|Country||Republic of Ireland|
Ballydesmond (Irish: Baile Deasumhan), formerly Kingwilliamstown, is a rural village in County Cork, Republic of Ireland. It is alongside the Blackwater River (near its source in Menganine) on the Cork-Kerry border. The Ballydesmond quarry is an area of geological interest, containing the best example of tundra forest polygons found in Ireland.
Ballydesmond was established in the 1830s as a model village, and named Kingwilliamstown after King William IV of the United Kingdom. It had formerly been known as Tooreenkeogh. In 1951, it was officially renamed Ballydesmond, an anglicisation of the Irish name Baile Deasumhan. This is thought to refer to legendary freedom fighter, the 15th Earl of Desmond, who is believed to have taken refuge in the nearby hills. However, Kingwilliamstown remained the official name of the townland.
The Tureengarriffe ambush occurred near Ballydesmond, where a number of British army officers were killed during the Irish War of Independence by untrained members of the local flying column of the Irish Republican Army. Nora Herlihy, a founder member of the Irish League of Credit Unions, is from Ballydesmond.
Ballydesmond has a thriving economy based on small local businesses. According to the 2006 census Ballydesmond has a population of 967 people. Bob's Bar, which was opened until the late 1990s, was re-opened in 2006. A new restaurant was added also on the first floor. A take-away was then opened on 2 April 2010. Ballydesmond is also home to the international company – Munster Joinery, which employs over 1,000 people from the locality.
Transport and communications
The village is located on what was formerly the main Cork-to-Tralee road. The village centre is on the R577 regional road where it is joined by the R578 from the north and just west of where it is joined by the R582 from the south, and is about 45 kilometres west of Mallow, 17 kilometres west of Newmarket and 20 kilometres east of Castleisland, County Kerry.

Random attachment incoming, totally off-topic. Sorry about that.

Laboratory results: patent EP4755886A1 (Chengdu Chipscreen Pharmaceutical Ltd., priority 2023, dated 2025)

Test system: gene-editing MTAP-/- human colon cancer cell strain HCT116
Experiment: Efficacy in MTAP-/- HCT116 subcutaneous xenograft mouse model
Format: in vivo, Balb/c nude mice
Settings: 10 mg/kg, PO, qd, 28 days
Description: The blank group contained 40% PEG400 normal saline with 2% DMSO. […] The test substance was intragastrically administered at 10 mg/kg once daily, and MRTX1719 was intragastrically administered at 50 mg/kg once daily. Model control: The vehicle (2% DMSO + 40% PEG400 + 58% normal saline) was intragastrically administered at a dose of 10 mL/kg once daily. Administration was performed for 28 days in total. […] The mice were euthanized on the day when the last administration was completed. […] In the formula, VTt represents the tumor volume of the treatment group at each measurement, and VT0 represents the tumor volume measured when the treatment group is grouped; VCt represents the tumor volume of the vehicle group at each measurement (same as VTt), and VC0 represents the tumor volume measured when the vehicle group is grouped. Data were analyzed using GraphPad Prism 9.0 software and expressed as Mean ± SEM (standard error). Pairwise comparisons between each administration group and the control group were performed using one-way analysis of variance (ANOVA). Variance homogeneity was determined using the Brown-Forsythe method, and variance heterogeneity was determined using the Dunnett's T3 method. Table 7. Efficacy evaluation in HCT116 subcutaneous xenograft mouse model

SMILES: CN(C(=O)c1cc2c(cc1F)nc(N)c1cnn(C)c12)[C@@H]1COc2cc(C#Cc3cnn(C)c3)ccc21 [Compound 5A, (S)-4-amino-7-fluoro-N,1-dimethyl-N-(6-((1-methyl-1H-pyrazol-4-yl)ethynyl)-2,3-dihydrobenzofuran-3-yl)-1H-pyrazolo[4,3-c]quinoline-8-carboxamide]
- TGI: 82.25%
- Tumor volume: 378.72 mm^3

There is an eircom telecom exchange sits in the centre of the village. Ballydesmond is one of the few villages in Co. Cork yet to avail of DSL broadband services. Sliabh Luachra TV, a local community-run deflector service, ran from Ballydesmond from the early 1990s to 2009. The service was closed in 2009 due to the availability of BBC, ITV and Channel 4 on free-to-air satellite, and also the increasing digital TV takeup. Chorus also have a transmitter in Ballydesmond however this was turned off in 2007.
There are two primary schools in the parish. Ballydesmond National School sits beside the local church, overlooking the village. Foilogohig National School, or "Foyle" as it's locally known, used to operate in North Ballydesmond, catering for students who live a long distance from the village. There is also a crèche in Ballydesmond. Foilogohig N.S closed at the end of the 2008–2009 school year as there was insufficient numbers for the school to remain open. Ballydesmond N.S. got an internal refurbishment in 2010.
Ballydesmond lies in the Sliabh Luachra area which is famed for its traditional Irish music and culture. There is the Sliabh Luachra Bar (John D's) in the village.
- Chapter 3. (PDF) . corkcoco.ie. Retrieved on 23 April 2012.
- MacLysaght, Edward (1960). More Irish families. O'Gorman. p. 87.
- S.I. No. 138/1951 — Local Government (Change of Name of Townland) Order, 1951. Irish Statute Book.
- Mr Daniel Buckley. Encyclopedia-titanica.org. Retrieved on 23 April 2012.
- Miss Bridget Delia Bradley. Encyclopedia-titanica.org. Retrieved on 23 April 2012.
- Nora Herlihy. Ilcu.ie. Retrieved on 23 April 2012.
- "Table 12: Alphabetical list of Towns with their population, 2002 and 2006" (PDF). 2006 Census. Central Statistics Office. 27 April 2007. Archived from the original on 1 November 2009. Retrieved 30 June 2008.
- Broadband A-Z map of Cork, including Ballydesmond's status. Broadbandatoz.ie (24 February 2011). Retrieved on 23 April 2012.